Sunday, 14 March 2010

Slipping through the net

I visited a constituent earlier this week in her home to talk about housing problems she was experiencing. She was a lovely woman but she has an incredibly difficult life and it seems that nobody wants to take responsibility for helping her. She spent her childhood in care and was subjected to sexual abuse over a period of years. She tried to get on with her life and for a while she did. She had a job that involved working with and helping people (I'm being deliberately vague) and she married and had 3 children. But it got to the point where she couldn't suppress the memories of the sexual abuse any longer and knew she had to do something about it.

She spent more than ten years of her life pursuing justice and in doing so had to face up to everything that had happened in her life. She now suffers from severe post traumatic stress disorder and is bipolar which is the new term for manic depression. So she has a lot to contend with. And so do her family. Now divorced she's good friends with her ex husband and she has the comfort of her children. I didn't meet the son but I met her lovely girls who are 14 and 17. They are bright, articulate, intelligent girls who are spending far too much of their time fighting for their mum, mainly over the housing issue I went to see them about.

I won't write about the housing matter just now because I want to investigate it first. But the visit threw up some wider issues for me about what agencies were there to support her and her family. I wish I could name the school that the girls go to but I can't. I will be writing to them however because they have an incredible support system for these two pupils and I want to get more information - maybe I can share it with a school I know that appears to have NO support systems in place. My main concern was about the support she should be getting to manage her mental health problem but isn't and perhaps if she was getting it her two girls could have a bit more of a normal life.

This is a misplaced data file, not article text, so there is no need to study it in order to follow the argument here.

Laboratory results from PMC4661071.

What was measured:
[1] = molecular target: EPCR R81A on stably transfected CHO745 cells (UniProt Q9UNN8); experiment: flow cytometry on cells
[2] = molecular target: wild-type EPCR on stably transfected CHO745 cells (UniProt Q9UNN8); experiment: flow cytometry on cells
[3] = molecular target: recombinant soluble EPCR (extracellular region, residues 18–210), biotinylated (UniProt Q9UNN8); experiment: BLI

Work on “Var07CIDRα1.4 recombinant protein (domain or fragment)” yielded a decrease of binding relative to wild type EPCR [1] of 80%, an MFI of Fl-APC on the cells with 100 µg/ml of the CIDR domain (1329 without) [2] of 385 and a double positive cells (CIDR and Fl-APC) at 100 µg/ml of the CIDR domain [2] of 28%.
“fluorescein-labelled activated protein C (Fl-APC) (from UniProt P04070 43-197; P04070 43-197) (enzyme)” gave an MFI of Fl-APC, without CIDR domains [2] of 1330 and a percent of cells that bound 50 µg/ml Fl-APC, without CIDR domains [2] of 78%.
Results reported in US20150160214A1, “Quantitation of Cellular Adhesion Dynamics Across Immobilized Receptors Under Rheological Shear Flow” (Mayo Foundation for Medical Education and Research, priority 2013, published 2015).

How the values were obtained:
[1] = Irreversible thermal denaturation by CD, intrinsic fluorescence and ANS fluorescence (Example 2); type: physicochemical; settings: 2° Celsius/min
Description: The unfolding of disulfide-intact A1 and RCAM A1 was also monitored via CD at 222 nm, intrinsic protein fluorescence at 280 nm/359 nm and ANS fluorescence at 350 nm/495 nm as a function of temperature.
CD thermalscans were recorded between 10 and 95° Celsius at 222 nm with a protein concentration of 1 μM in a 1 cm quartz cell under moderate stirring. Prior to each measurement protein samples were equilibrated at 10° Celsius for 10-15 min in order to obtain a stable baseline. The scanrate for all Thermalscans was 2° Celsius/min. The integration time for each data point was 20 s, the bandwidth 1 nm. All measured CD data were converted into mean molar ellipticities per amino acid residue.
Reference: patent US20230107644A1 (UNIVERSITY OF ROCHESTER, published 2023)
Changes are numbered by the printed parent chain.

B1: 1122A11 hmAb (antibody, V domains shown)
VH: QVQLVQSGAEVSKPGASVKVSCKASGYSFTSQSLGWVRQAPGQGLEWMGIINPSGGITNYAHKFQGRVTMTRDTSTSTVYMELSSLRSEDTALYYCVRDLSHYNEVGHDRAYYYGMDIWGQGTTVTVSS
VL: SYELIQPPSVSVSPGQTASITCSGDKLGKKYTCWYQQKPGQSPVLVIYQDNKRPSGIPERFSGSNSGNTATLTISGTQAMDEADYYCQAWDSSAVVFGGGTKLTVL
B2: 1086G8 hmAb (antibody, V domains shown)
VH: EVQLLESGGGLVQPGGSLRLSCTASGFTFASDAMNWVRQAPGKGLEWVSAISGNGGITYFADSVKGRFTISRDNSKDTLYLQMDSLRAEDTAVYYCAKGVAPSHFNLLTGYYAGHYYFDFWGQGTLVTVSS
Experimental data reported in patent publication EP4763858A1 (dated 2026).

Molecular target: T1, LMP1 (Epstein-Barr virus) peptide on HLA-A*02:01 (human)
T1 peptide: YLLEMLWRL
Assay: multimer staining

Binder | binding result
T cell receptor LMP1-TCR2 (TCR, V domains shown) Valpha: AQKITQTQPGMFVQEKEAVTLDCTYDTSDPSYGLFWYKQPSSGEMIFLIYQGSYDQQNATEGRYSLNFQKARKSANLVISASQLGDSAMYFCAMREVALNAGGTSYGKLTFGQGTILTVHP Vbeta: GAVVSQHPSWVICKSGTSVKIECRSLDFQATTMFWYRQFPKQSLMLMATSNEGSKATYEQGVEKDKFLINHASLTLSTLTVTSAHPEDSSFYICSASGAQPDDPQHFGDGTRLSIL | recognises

It's not her fault she needs so much support. She didn't choose to go into care. She didn't choose to be abused. She isn't choosing to be ill now. She talked to me about how she would love to be the person she was when her children were young and she had that job. She wants to get back to having a normal life. But when I asked what support she got from the Community Mental Health team she said she'd never had any. She didn't even know they could help her.

I'm obviously going to contact them and her GP and make sure she does get help but it makes you wonder how many people simply slip through the net. Are they diagnosed with a mental health problem, given tablets and quarterly visits to a psychiatrist and that's it? Perhaps she's a one off but it's something I need to know about. And I'm not being critical of community mental health teams. If they don't know she exists what can they do? But surely it can't be that easy to slip through the net.

As I say she is someone who wants to get better, who wants to have a normal life and who wants her girls to know what it's like to be young and carefree. This is the kind of thing I love and hate about my job. It depresses me to think of what they're all going through day in day out but I really love the fact that my job title means I'm able to make a difference to them. It shouldn't take the intervention of a politician but if it does, I'm happy to do it.

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